In these perilous times for art and culture funding, I find myself thinking a lot about sustainability and creative funding, particularly in the bibliographic realm.
One of my fascinations in the few idle moments of the summer was scanning projects on the crowd-source funding site for creative ideas Kickstarter.
If you have not looked at projects funded by Kickstarter, you are missing a remarkable phenomenon for micro-philanthropy of the arts. Also, I have learned about films and books and artists who I might not otherwise have heard of.
Naturally, a few of the campaigns proved irresistible, but there are three that were inspired by the same ideals that are fueling the ICP Library that I wanted to mention.
The Uni: A Portable Open Air Reading Room for Public Space is a terrific design for creating modular pop-up libraries – complete with seating and screening facilities in cites. WHAT is NOT to love about that? ICP Library is a close neighbor to the open air library in Bryant Park, and no librarian could fail to get pleasure from that kind of enterprise – pro-actively “taking the mountain to Mohammed,” as my grandmother would say! I sort of want one of these, myself!
American Commons: Photographing Libraries Across the Nation is a remarkable photobook project that has been 17 years in the making by Robert Dawson. Not just pretty portraits of libraries, although pretty they are. Dawson is the kind of research zealot artist we in the ICP Library treasure, and work to provide for. His campaign included a thoughtful plea for the American Library at a moment people need them more than ever. The campaign provided for a classic summer sojourn, as he set out across the USA this summer with his son to complete the photography. The forthcoming book is already on the top of my desiderata list.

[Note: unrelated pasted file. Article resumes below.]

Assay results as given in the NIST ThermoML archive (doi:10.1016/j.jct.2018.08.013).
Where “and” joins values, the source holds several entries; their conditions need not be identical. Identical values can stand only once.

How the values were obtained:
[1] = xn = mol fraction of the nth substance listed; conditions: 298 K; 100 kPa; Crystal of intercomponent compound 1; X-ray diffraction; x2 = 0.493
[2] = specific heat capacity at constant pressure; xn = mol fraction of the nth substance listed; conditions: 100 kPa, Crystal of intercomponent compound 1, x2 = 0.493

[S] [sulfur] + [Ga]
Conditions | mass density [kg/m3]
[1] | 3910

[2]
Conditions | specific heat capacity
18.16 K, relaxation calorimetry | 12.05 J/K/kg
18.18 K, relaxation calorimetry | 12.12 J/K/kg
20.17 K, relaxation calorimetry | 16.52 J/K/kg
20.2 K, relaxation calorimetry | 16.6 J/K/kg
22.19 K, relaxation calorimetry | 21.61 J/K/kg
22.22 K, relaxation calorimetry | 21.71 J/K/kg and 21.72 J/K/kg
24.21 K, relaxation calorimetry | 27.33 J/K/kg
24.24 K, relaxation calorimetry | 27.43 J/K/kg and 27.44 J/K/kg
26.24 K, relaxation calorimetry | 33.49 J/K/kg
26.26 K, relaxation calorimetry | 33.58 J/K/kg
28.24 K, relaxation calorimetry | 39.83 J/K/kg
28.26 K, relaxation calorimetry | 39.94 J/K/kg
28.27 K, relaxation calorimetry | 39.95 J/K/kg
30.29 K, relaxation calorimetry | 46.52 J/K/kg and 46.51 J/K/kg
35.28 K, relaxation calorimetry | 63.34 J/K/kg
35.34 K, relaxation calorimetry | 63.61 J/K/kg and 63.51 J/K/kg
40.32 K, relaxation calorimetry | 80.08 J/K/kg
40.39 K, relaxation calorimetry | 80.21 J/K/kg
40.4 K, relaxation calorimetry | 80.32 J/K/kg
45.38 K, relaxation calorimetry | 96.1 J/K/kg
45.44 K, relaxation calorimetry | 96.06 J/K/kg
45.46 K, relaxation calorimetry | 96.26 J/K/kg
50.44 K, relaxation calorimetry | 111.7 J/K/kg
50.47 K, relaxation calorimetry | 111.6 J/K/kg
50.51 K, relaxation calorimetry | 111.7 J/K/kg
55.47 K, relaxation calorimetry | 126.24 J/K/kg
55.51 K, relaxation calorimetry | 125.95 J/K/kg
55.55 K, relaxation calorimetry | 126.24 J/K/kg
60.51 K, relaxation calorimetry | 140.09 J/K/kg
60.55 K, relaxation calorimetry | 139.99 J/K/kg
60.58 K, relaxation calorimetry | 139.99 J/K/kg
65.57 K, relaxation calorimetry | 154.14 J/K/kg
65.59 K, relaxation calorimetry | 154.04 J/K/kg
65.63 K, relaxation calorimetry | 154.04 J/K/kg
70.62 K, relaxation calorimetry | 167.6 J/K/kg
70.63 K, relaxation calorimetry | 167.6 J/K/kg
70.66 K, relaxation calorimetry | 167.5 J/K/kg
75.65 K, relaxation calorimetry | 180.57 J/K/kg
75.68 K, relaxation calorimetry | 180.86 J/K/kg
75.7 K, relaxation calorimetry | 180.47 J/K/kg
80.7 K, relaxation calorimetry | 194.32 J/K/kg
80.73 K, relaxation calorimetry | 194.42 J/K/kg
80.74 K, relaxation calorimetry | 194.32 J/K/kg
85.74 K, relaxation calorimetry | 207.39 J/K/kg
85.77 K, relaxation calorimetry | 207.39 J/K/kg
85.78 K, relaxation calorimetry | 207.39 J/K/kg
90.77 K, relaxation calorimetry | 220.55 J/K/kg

Dawson’s blog was also on my electronic summer reading list!
Correspondence: Takeaway Artist’s Book was a modest sized campaign with a great aim: to create two free artist books for a gallery exhibition as “takeaways.” First, I love the format of the books – one of the purest things there is in all artist books, and the one I love showing people. Second, I love giving books away. Ask anyone. I do whenever I can, and so I supported the campaign, got my own copies of both books and when they arrived was as pleased as I can be with their beauty. Thank you, Carrie Iverson!
Even if you cannot spare a sou, the site is a rich source of information about what people are thinking about and making throughout the USA.
If you find you have a few bucks, you will find that in many of these cases you can make a difference for a tiny sum. Kickstarter ensures that the bar is low to participate.
And that is the beauty of books and libraries, as well – they are so very affordable for all that they provide!